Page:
The ‘Father of Modern Gynecology’ Performed Shocking Experiments on Slaves He was a medical trailblazer, but at what cost?, by Brynn Holland 

James Marion Sims developed pioneering tools and surgical techniques related to women’s reproductive health, and is credited as the “father of modern gynecology.” The 19th-century physician has been lionized with statues in New York City, South Carolina, and Pennsylvania.

But because Sims’ research was conducted on enslaved black women without anesthesia, medical ethicists, historians and others have called for those monuments to be removed—or for them to be reconfigured as tributes to the enslaved women known to have endured his experiments. …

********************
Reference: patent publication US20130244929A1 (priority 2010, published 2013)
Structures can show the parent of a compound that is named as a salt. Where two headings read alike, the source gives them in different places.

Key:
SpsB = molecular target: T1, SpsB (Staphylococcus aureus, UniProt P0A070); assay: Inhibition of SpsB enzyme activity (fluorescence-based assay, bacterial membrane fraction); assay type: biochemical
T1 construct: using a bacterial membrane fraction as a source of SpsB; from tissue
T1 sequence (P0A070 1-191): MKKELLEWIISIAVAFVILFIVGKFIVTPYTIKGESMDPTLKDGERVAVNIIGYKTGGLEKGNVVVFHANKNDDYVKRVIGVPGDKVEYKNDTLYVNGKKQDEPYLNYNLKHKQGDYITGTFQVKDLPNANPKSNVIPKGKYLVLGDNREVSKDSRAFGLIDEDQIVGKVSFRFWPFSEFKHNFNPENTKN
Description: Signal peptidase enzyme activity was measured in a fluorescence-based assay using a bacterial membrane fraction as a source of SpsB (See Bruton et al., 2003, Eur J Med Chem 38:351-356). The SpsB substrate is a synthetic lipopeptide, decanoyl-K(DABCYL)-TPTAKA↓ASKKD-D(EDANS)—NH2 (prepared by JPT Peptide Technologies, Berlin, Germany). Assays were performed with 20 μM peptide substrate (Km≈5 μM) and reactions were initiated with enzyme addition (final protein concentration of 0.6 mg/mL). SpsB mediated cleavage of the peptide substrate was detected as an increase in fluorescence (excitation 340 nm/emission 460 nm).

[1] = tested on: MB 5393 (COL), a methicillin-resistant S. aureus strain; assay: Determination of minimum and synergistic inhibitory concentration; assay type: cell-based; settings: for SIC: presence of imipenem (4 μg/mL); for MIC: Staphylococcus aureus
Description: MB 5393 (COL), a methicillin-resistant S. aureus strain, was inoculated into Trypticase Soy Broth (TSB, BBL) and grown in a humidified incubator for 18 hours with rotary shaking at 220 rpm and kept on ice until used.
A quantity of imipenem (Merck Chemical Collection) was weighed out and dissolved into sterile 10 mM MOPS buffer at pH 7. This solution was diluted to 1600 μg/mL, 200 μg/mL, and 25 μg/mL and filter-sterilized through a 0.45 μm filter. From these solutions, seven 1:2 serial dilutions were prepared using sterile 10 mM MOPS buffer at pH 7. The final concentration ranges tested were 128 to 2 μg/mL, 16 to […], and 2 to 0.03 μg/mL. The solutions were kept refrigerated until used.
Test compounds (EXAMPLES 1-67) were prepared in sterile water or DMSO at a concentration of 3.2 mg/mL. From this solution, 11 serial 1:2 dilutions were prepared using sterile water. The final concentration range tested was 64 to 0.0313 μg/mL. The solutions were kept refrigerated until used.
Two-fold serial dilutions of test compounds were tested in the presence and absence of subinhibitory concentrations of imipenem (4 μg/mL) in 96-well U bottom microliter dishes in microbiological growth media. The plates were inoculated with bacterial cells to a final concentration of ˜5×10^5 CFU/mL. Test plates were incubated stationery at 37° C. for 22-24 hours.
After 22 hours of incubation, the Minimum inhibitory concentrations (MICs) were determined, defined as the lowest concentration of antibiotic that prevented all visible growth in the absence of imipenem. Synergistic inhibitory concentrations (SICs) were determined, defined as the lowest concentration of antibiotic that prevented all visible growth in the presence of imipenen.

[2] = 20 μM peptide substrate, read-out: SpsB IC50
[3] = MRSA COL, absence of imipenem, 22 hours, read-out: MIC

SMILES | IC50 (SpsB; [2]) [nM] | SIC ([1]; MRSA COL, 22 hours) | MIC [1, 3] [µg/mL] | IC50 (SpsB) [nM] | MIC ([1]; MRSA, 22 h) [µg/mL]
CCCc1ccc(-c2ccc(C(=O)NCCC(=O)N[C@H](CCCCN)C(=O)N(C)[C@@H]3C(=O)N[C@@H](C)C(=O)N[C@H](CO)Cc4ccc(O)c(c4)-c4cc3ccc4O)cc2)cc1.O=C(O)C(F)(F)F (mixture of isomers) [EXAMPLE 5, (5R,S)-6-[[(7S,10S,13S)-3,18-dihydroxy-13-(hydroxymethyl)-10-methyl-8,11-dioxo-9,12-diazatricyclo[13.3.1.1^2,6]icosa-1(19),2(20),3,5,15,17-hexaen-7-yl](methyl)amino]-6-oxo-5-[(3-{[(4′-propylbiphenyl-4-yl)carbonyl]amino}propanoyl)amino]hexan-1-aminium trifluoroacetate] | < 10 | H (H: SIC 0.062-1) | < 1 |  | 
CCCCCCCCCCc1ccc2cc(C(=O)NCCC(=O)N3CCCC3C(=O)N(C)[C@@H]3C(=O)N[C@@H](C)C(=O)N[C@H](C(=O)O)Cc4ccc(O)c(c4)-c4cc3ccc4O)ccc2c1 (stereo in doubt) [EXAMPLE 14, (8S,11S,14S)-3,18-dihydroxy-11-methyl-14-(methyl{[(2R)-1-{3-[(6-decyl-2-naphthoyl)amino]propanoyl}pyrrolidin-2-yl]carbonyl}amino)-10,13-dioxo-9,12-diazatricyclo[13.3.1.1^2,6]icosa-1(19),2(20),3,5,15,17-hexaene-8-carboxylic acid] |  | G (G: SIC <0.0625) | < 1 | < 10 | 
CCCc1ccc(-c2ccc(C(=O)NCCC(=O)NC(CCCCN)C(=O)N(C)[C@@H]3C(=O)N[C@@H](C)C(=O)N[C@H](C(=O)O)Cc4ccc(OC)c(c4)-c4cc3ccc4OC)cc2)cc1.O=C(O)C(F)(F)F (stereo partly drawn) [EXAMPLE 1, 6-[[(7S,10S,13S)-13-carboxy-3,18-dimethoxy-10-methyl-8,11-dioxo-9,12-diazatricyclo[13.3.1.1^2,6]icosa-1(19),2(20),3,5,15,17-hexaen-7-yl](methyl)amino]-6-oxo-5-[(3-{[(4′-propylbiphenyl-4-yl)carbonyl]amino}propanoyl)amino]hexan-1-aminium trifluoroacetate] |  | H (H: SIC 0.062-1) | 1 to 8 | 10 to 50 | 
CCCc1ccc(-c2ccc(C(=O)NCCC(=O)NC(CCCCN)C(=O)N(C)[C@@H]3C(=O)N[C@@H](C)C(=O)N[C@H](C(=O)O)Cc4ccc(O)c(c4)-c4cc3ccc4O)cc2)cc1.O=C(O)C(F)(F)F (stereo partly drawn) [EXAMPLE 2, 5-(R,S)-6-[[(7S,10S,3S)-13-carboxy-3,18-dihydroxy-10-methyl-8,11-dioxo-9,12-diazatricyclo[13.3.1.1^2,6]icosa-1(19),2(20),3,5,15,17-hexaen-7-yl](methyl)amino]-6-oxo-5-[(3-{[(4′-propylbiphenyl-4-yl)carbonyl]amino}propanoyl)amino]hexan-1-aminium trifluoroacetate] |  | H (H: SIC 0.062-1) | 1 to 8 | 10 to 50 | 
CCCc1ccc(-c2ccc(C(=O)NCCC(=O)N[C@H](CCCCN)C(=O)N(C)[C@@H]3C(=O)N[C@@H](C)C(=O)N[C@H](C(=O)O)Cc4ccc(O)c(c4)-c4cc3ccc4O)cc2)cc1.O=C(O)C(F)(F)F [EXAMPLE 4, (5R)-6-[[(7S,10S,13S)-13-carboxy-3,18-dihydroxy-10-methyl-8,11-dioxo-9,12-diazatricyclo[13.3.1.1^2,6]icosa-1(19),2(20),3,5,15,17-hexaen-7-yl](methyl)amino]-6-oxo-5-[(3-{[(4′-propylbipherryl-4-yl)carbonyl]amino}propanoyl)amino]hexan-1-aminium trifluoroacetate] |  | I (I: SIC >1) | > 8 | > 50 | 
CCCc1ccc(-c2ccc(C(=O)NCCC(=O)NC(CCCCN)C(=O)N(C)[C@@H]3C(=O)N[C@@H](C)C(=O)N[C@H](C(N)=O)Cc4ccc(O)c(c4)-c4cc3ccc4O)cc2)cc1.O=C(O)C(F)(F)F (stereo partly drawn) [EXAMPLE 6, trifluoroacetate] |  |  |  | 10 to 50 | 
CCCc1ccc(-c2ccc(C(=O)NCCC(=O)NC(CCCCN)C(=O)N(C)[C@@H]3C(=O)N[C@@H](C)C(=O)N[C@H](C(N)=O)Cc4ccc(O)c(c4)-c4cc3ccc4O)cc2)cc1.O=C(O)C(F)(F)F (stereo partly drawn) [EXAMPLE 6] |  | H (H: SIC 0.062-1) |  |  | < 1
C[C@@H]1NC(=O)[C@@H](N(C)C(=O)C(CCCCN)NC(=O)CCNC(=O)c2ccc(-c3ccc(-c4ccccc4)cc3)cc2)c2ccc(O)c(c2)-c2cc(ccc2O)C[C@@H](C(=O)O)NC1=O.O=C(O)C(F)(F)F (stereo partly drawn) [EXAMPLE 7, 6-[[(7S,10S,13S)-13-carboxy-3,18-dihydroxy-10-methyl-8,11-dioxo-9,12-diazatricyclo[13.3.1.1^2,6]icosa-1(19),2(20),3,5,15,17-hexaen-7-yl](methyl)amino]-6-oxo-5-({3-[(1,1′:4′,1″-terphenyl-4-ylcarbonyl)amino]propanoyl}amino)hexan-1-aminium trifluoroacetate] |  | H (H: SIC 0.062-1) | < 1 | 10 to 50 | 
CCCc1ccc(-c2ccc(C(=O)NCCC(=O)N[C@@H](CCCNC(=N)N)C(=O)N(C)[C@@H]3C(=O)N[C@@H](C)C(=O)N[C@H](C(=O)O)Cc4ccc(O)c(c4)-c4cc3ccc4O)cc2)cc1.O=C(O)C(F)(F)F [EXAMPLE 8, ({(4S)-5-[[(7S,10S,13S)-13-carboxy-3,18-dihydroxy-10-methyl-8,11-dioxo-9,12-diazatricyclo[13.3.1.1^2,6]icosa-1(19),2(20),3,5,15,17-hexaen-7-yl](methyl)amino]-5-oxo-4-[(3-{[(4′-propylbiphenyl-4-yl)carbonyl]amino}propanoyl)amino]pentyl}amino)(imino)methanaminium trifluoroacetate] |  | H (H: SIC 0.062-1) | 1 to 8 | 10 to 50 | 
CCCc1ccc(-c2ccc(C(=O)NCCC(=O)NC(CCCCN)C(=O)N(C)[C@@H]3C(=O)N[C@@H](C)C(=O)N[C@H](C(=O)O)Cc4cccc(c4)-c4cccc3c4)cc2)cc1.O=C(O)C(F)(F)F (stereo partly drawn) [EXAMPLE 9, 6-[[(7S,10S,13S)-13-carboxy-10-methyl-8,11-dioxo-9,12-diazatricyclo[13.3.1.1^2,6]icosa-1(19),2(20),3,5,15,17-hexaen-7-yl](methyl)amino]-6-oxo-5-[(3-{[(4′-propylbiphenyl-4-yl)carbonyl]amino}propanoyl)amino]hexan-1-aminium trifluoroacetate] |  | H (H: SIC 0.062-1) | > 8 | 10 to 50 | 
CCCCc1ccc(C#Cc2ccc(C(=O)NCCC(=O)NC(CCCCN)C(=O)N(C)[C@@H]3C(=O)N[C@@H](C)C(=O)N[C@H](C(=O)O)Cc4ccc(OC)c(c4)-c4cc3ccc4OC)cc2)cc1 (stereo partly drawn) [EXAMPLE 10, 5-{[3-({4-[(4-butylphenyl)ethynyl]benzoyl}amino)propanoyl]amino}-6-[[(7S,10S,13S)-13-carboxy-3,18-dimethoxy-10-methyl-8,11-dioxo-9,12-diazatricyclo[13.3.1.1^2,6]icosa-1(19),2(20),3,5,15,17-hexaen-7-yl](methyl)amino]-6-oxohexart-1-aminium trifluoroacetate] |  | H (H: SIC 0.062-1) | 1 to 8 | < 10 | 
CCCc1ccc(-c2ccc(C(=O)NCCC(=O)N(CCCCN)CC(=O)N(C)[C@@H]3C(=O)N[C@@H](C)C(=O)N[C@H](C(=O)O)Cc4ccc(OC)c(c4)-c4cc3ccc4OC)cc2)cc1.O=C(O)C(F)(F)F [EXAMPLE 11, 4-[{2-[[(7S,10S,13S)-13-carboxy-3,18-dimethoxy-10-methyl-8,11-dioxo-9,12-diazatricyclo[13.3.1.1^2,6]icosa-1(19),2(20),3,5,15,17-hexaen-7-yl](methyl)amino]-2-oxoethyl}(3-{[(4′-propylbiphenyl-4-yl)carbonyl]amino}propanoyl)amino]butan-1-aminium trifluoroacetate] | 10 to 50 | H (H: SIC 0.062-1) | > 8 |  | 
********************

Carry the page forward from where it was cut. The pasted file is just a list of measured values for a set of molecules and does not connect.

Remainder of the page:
Ideas for how a small black publisher can survive beyond the hype , by Valerie Brandes via @thebookseller

As a privately-held, black, female, owned and operated small independent publishing company, Jacaranda is still something of a unique occurrence. When we founded it in 2012, the publishing landscape looked decidedly whiter and was more disengaged from any kind of understanding of the dynamic world of “blackness”, let alone diversity. And while there have since been a new crop of publishing houses and imprints – think OwnIt, Dialogue Books, Cassava Republic and Hope Road – and multiple book deals involving runaway success titles like Slay in Your Lane, it’s essential that we keep talking (and producing) what’s conceivable and achievable for UK black publishing long after it slides off the trend radar of the mainstream industry. …

#womenwrites: women’s unpaid labour, Femicide, decolonising education & Leila Abouela

Making women’s unpaid work count, by Anne Manne